WWE: Brock Lesnar and the 10 Best Shoot-Style Wrestlers Ever
At Extreme Rules, Brock Lesnar absolutely stole the show, bringing an element of realism to his match with John Cena that many WWE fans had never seen before. Mixing legitimate amateur wrestling and mixed martial arts moves with the theatrics of traditional pro wrestling, Lesnar showed how easily you can blur the lines between real and fake.
But Lesnar wasn't doing anything new—this was hardly reinventing the wheel. Japanese stars started this revolution in the 1980s, making their matches progressively more and more realistic. The suplexes had more amplitude. The submission holds actually worked in a competitive environment. The kicks landed a little harder. Then harder still. By the mid-1990s, they were coming at full force.
Eventually, the young guns of this shoot-style revolution took the logical leap into mixed martial arts. Before they left, the very best of them had mastered this new style of wrestling. They moved so smoothly, integrating real moves into their dramatic storytelling, that it was honestly hard to separate what was real and what was fiction.
Of these revolutionaries, these men were the best—the greatest shoot-style workers of all time.
Vader: The former WCW and WWE star was an incredible shoot-style wrestler. Brought in to headline against the UWFi's Nobuhiko Takada in the mid-1990s, Vader added some much-needed energy and flair to a lineup that had been mostly stagnant for several years. His matches with Takada were some of the most dramatic of their time. Though never the most realistic, Vader's complete disregard for his opponent's well being made his matches fun to watch in any style.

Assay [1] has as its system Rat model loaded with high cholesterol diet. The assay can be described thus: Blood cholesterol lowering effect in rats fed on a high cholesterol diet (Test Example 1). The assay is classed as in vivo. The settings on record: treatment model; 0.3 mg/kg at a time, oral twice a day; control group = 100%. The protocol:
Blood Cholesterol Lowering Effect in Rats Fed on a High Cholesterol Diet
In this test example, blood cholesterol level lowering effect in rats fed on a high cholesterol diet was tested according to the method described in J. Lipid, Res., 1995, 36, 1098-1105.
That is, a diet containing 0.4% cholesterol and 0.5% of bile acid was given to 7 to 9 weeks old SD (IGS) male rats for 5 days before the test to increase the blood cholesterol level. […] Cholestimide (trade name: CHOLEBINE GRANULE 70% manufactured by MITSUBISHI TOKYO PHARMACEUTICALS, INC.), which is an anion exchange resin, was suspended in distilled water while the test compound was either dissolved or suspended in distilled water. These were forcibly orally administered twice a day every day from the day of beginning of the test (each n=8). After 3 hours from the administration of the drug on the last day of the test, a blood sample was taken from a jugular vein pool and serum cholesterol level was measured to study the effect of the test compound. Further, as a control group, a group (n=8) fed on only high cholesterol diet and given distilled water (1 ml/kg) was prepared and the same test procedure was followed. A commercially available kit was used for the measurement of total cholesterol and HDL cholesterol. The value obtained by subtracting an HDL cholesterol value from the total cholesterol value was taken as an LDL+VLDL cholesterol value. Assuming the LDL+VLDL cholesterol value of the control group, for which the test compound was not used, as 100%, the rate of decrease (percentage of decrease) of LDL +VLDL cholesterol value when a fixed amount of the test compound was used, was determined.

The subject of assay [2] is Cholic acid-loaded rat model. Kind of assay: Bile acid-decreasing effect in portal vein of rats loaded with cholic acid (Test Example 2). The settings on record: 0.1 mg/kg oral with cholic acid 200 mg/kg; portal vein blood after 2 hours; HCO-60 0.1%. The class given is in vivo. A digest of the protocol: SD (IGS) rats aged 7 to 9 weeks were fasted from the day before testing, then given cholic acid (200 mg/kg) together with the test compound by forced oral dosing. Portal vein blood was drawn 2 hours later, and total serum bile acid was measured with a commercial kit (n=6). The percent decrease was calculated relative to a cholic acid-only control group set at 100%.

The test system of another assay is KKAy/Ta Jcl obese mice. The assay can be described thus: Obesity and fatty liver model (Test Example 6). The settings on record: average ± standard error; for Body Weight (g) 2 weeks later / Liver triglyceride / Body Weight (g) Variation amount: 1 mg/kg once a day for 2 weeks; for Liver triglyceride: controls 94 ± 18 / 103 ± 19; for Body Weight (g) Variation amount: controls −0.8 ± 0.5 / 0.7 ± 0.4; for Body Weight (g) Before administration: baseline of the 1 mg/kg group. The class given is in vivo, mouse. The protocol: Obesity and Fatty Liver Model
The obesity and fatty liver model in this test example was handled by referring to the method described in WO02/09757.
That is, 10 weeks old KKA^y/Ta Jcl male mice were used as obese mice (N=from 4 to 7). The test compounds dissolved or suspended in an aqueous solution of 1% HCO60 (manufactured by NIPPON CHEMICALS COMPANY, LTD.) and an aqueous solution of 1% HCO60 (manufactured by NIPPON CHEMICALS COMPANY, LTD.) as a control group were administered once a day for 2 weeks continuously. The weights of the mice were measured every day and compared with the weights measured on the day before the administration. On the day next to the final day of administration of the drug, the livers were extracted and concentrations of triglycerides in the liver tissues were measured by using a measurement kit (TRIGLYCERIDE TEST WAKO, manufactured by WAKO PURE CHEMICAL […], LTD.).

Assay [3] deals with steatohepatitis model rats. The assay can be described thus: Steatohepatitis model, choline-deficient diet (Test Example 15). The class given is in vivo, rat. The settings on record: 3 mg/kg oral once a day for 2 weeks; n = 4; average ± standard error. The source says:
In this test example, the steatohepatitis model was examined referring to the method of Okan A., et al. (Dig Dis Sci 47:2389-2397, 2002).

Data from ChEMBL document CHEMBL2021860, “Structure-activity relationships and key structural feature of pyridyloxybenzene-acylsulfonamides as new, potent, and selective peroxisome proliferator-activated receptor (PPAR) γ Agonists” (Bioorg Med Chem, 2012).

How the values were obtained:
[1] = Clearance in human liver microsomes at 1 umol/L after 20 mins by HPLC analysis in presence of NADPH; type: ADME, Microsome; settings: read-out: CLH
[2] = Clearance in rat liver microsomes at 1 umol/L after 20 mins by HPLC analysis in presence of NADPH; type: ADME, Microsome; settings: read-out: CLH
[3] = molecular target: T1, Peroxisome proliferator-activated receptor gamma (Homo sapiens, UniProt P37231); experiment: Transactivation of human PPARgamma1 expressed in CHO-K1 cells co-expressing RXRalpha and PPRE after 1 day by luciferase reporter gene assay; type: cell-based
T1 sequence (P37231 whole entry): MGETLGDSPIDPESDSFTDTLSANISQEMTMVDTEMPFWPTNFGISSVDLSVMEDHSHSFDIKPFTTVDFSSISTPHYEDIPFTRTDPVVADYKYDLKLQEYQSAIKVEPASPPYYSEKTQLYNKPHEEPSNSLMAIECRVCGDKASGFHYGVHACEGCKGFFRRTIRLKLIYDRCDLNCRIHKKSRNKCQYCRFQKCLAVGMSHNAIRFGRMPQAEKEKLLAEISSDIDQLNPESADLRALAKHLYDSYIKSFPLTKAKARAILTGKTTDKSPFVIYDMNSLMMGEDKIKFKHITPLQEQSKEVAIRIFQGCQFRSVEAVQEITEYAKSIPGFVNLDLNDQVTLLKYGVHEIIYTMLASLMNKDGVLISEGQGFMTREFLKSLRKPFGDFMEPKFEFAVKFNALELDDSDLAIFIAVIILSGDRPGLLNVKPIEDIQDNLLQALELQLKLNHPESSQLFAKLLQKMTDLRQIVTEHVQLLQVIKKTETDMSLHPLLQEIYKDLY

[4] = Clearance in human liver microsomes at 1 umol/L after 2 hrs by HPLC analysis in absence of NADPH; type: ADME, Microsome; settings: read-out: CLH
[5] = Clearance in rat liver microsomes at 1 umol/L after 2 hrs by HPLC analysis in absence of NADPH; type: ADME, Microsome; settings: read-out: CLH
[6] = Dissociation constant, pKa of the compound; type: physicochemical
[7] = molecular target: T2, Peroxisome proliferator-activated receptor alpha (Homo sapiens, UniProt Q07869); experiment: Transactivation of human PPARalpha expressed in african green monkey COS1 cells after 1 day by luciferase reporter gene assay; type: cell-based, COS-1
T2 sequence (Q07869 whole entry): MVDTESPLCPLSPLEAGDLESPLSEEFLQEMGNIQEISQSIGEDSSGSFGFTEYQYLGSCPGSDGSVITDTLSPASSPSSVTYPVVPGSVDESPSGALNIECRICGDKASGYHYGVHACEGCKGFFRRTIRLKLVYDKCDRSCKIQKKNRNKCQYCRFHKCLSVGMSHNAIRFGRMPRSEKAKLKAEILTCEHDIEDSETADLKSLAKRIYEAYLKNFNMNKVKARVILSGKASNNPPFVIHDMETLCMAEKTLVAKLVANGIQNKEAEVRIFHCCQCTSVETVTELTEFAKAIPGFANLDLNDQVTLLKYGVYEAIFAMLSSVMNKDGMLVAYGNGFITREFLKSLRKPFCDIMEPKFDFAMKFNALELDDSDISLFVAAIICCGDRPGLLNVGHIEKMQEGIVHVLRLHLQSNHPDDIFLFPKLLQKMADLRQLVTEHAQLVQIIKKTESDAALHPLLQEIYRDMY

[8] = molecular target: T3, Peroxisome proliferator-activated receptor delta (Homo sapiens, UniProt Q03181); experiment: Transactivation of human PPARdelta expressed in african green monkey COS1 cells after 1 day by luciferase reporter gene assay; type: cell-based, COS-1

Alexander Otsuka: MMA fans might recognize this name. Otsuka was a perennial Pride Fighting Championship jobber. In the wrestling ring, however, he was fantastic. No one threw a better suplex than Otsuka, and his matches on the independent scene in BattleArts were truly works of (brutal) art.
Kazuo Yamazaki: Takada's main foil in the second UWF, Yamazaki went on to midcard success in New Japan Pro Wrestling. Never a dynamic presence in the ring, the understated Yamazaki understood how to put a match together in a way that made sense.
Daisuke Ikeda: There was little Ikeda wouldn't do for our entertainment. Often in front of just a few hundred fans, he would risk permanent brain damage, ever upping the danger quotient in his matches. The Mick Foley of shoot style, he is one of the most underrated wrestlers of the last decade. An Indy artist who never really made it big.
Antonio Inoki: The father of modern mixed martial arts in Japan, Inoki wasn't the smoothest worker in this style. But without his early forays into a more realistic style of wrestling, there wouldn't have been a shoot-style revolution.
10. Illoukhine Mikhail
A legitimate fighter who holds a win over Randy Couture,* Illoukhine was also a remarkable shoot-style wrestler. His matches with the best of the best in Rings stand up today as some of the greatest matches ever in the genre.
9. Naoki Sano
Sano is just a super wrestler, a genius on the mat in diverse styles. He was great in 1989 when he helped launch Jushin Lyger's career as New Japan's top cruiserweight, and he's just as great in the very different world of shoot style. Whether in with Minoru Suzuki in Pro Wrestling Fujiwara Gumi or wrestling superstar Nobuhiko Takada in the UWFi, Sano always delivered.
8. Tsuyoshi Kohsaka
A former contender for the UFC heavyweight title, Kohsaka was also a wrestler with a special talent for making a wrestling match look incredibly real. His match with Kiyoshi Tamura in June of 1998 is the gold standard for realistic work.